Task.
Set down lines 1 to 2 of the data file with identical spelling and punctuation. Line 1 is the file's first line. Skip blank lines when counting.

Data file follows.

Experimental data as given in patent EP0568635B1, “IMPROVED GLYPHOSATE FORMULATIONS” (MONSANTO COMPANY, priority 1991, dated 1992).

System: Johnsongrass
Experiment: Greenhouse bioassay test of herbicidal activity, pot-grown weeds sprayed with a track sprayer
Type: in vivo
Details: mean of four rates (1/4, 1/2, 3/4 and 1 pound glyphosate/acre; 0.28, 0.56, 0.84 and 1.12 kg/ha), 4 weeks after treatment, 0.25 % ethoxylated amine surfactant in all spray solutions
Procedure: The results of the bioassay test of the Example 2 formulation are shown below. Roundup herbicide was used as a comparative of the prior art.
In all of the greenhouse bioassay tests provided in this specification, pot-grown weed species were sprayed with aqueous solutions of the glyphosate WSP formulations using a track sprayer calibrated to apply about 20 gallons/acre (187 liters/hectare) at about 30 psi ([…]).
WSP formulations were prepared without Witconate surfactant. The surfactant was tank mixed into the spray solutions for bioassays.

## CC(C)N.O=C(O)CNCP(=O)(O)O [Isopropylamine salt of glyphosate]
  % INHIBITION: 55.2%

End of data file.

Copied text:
Experimental data as given in patent EP0568635B1, “IMPROVED GLYPHOSATE FORMULATIONS” (MONSANTO COMPANY, priority 1991, dated 1992).

System: Johnsongrass